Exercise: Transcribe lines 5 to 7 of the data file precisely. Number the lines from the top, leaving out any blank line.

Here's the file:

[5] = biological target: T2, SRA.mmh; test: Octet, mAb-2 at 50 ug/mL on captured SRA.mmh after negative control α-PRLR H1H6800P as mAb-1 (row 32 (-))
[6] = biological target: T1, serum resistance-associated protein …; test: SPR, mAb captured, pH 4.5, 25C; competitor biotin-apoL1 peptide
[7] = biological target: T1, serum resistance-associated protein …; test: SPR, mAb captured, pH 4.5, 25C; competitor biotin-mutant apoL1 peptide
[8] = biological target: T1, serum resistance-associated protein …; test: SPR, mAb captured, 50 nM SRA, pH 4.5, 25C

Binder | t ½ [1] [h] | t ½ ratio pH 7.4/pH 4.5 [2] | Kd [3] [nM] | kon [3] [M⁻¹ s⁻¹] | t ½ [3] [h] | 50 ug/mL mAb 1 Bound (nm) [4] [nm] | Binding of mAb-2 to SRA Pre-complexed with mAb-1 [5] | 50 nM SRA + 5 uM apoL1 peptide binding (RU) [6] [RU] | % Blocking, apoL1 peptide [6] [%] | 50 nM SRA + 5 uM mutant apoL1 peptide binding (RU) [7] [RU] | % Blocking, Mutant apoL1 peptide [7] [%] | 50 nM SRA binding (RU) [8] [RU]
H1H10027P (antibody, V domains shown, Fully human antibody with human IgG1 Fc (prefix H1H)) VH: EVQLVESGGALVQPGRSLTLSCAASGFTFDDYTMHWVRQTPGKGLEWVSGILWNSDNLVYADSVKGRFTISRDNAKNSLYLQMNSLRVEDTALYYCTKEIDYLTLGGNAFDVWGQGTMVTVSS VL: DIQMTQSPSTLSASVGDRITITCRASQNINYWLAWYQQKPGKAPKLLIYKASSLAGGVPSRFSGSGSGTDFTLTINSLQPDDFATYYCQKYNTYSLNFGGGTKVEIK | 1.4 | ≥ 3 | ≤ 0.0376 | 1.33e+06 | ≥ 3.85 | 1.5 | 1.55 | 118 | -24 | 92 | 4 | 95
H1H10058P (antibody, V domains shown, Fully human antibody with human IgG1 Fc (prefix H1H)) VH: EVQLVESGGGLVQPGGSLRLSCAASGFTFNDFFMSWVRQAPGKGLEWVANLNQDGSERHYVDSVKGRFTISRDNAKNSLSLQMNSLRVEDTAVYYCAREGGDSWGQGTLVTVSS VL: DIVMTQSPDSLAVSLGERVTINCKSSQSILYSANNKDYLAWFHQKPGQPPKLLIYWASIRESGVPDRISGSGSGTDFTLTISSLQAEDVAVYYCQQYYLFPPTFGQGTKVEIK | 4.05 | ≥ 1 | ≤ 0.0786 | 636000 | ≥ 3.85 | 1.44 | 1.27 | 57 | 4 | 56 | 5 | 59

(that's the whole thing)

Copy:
Binder | t ½ [1] [h] | t ½ ratio pH 7.4/pH 4.5 [2] | Kd [3] [nM] | kon [3] [M⁻¹ s⁻¹] | t ½ [3] [h] | 50 ug/mL mAb 1 Bound (nm) [4] [nm] | Binding of mAb-2 to SRA Pre-complexed with mAb-1 [5] | 50 nM SRA + 5 uM apoL1 peptide binding (RU) [6] [RU] | % Blocking, apoL1 peptide [6] [%] | 50 nM SRA + 5 uM mutant apoL1 peptide binding (RU) [7] [RU] | % Blocking, Mutant apoL1 peptide [7] [%] | 50 nM SRA binding (RU) [8] [RU]
H1H10027P (antibody, V domains shown, Fully human antibody with human IgG1 Fc (prefix H1H)) VH: EVQLVESGGALVQPGRSLTLSCAASGFTFDDYTMHWVRQTPGKGLEWVSGILWNSDNLVYADSVKGRFTISRDNAKNSLYLQMNSLRVEDTALYYCTKEIDYLTLGGNAFDVWGQGTMVTVSS VL: DIQMTQSPSTLSASVGDRITITCRASQNINYWLAWYQQKPGKAPKLLIYKASSLAGGVPSRFSGSGSGTDFTLTINSLQPDDFATYYCQKYNTYSLNFGGGTKVEIK | 1.4 | ≥ 3 | ≤ 0.0376 | 1.33e+06 | ≥ 3.85 | 1.5 | 1.55 | 118 | -24 | 92 | 4 | 95
H1H10058P (antibody, V domains shown, Fully human antibody with human IgG1 Fc (prefix H1H)) VH: EVQLVESGGGLVQPGGSLRLSCAASGFTFNDFFMSWVRQAPGKGLEWVANLNQDGSERHYVDSVKGRFTISRDNAKNSLSLQMNSLRVEDTAVYYCAREGGDSWGQGTLVTVSS VL: DIVMTQSPDSLAVSLGERVTINCKSSQSILYSANNKDYLAWFHQKPGQPPKLLIYWASIRESGVPDRISGSGSGTDFTLTISSLQAEDVAVYYCQQYYLFPPTFGQGTKVEIK | 4.05 | ≥ 1 | ≤ 0.0786 | 636000 | ≥ 3.85 | 1.44 | 1.27 | 57 | 4 | 56 | 5 | 59